Hops that look like rabbit pellets dribble from a plastic bag onto a vintage hops scale at Market Garden Brewery’s brewhouse.
Shaun Yasaki of Platform Beer Co. carefully measures the flavoring agents before in-house brewing wizard Andy Tveekrem deposits them into a Ziploc bag for a quick freeze in preparation for use in their collaboration brew.
“I’m already getting thirsty,” Tveekrem says.
“Yes, I think we all are,” Yasaki agrees.
A few weeks later, the resulting Rising Tides Belgian IPA christens the tap handles at the newly opened Platform Beer Co., a microbrewery and incubator located just a few blocks away from Market Garden Brewery and the greater Ohio City core brewery district.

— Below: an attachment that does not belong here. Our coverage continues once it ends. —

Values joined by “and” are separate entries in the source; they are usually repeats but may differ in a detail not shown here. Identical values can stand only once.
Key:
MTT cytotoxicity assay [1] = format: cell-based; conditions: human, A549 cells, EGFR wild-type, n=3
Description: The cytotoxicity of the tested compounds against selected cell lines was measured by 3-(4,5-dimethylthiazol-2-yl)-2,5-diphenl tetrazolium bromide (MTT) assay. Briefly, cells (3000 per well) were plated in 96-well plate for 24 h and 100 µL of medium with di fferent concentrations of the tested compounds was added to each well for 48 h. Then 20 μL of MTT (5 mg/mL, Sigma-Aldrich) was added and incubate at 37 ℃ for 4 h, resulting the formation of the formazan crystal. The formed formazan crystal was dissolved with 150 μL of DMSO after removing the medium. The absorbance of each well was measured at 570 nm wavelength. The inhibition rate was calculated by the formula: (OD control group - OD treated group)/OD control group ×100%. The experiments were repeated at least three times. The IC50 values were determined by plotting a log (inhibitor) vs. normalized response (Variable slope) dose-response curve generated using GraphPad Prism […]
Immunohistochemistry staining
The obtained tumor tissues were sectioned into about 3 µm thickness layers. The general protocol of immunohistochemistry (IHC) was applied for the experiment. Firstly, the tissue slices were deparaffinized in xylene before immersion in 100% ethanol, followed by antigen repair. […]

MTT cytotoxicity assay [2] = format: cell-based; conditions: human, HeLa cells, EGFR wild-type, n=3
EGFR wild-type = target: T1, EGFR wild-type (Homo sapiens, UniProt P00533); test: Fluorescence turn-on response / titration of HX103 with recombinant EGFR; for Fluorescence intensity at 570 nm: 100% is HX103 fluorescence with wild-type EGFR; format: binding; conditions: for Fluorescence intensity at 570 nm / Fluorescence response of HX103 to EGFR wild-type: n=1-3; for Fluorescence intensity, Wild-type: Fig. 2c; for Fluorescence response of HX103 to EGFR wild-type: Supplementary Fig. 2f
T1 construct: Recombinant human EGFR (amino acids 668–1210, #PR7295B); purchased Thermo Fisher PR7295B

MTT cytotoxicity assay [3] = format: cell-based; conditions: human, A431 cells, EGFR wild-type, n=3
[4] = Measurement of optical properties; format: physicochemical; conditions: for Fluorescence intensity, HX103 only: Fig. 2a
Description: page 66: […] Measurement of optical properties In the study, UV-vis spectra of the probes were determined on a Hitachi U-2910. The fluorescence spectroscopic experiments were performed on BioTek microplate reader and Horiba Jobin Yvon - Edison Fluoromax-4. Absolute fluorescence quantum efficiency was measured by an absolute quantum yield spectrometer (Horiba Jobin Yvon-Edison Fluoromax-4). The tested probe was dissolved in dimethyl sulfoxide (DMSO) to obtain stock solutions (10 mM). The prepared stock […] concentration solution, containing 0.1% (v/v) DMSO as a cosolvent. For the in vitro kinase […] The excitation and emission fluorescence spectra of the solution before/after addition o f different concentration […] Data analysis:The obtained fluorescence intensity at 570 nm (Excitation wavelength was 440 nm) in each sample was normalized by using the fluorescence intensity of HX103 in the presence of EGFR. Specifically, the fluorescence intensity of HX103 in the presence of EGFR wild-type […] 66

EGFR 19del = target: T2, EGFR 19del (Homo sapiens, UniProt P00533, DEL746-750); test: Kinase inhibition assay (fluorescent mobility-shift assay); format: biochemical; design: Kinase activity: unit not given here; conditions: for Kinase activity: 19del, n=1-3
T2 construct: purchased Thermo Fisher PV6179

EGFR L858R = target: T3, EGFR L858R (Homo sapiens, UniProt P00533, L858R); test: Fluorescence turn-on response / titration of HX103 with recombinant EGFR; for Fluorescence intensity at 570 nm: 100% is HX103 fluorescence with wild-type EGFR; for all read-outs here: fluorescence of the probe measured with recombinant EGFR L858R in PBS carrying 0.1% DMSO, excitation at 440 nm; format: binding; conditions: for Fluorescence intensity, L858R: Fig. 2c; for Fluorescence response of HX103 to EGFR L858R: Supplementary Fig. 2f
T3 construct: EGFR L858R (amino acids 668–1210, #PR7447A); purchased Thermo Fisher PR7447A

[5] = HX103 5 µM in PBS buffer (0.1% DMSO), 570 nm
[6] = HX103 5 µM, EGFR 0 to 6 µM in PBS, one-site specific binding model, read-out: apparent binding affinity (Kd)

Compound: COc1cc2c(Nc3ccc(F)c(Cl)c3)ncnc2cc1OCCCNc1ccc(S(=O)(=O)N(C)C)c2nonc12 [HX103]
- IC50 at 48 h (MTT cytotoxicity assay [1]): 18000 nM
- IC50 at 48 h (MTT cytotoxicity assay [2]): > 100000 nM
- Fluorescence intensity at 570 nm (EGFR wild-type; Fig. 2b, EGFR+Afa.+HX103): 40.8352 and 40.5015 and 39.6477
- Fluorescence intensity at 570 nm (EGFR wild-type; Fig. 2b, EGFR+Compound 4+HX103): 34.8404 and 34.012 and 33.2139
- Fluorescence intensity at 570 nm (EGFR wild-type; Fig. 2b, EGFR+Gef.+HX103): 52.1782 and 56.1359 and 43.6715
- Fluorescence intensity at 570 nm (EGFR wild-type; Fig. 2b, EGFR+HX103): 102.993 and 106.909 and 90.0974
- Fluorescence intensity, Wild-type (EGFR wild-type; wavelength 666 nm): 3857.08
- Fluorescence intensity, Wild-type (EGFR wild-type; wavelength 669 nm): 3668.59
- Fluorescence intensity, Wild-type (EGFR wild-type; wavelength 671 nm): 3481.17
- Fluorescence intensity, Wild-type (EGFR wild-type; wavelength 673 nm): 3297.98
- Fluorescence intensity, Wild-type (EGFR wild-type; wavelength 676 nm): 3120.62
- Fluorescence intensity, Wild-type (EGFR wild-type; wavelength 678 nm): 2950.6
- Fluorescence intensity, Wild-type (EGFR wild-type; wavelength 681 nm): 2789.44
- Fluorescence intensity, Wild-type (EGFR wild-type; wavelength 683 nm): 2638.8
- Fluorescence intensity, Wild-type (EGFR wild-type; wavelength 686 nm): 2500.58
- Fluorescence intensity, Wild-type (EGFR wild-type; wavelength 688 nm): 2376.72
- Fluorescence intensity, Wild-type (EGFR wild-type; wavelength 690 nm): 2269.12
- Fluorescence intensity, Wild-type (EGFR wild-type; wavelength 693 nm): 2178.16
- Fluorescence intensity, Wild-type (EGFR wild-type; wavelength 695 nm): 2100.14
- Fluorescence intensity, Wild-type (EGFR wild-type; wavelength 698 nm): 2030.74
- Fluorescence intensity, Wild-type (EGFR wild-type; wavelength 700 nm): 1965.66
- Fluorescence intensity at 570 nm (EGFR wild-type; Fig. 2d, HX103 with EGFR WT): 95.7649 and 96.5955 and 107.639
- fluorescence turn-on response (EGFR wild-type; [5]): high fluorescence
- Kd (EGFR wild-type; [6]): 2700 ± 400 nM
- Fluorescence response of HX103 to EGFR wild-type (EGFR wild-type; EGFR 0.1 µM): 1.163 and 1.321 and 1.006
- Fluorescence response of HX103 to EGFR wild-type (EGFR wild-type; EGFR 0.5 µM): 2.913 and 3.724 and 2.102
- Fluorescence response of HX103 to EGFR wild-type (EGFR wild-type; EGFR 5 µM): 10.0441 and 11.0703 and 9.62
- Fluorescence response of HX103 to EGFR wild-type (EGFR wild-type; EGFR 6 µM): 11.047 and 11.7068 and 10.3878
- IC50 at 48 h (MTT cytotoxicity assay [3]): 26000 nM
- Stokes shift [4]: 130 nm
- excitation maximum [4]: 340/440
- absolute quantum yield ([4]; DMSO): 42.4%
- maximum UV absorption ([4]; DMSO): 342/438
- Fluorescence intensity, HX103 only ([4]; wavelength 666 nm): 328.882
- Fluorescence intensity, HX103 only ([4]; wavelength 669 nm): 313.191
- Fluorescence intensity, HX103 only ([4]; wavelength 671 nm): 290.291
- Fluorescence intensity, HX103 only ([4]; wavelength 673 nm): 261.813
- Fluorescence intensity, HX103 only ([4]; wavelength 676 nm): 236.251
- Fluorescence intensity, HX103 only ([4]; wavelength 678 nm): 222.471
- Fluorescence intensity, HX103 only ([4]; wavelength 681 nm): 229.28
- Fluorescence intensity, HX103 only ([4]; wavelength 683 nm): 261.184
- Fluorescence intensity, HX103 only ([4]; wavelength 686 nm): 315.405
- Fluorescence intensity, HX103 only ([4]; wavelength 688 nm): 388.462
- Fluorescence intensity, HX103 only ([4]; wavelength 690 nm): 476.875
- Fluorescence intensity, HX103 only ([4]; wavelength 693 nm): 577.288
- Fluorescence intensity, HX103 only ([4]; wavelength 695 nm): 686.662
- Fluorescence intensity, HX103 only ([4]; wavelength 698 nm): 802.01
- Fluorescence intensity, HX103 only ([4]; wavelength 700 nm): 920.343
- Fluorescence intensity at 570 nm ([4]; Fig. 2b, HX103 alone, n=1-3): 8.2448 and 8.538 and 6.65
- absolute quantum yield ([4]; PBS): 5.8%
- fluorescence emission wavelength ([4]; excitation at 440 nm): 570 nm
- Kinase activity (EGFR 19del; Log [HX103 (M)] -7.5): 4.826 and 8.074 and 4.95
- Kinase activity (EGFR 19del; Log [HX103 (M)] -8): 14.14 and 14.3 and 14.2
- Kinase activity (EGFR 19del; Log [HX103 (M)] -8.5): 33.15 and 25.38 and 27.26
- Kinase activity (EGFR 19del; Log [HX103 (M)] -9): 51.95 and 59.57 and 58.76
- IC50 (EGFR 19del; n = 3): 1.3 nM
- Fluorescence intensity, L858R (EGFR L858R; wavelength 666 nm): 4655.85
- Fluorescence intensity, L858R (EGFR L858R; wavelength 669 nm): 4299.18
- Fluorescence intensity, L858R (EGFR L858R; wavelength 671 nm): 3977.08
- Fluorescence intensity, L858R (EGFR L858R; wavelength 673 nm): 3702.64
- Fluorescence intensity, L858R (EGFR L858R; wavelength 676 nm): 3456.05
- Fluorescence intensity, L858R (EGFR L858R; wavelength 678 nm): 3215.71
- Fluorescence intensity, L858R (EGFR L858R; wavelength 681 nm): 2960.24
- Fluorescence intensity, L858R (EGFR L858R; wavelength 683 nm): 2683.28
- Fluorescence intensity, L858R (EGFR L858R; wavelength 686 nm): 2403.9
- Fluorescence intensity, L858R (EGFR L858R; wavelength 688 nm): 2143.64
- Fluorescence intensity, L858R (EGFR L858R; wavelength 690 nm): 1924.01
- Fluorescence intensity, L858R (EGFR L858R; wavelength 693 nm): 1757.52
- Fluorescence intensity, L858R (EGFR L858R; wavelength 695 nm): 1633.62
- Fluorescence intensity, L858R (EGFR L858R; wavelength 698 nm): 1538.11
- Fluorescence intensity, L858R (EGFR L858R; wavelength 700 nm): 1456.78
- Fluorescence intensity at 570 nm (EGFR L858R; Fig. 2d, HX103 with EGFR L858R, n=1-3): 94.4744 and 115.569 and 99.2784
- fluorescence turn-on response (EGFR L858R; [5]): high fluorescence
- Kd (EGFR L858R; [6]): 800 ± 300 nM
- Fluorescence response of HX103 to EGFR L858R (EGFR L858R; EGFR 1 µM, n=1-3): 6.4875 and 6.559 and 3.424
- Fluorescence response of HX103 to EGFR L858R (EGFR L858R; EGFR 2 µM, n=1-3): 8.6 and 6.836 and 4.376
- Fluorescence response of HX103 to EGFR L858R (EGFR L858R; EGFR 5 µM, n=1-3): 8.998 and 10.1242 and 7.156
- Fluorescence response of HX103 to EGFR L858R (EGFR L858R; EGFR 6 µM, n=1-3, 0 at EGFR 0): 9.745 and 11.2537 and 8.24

The joint brew is a tributary that flows into local craft beer’s growth, buoyed by the contagious spirit of Cleveland’s artisan brewers. In fact, the sudsy offspring was named for a recurring metaphor that Ohio City craft brewery entrepreneur Sam McNulty frequently touts to express the local brewers’ industry approach: “A rising tide lifts all ships.”
Platform Beer Co. is the latest example of that cooperative. The incubator is a result of owner Paul Benner’s pay-it-forward philosophy after an Akron home brewing dilettante facilitated Benner’s own leap from apartment brewing to opening his first business, Cleveland Brew Shop, which sells home brewing supplies.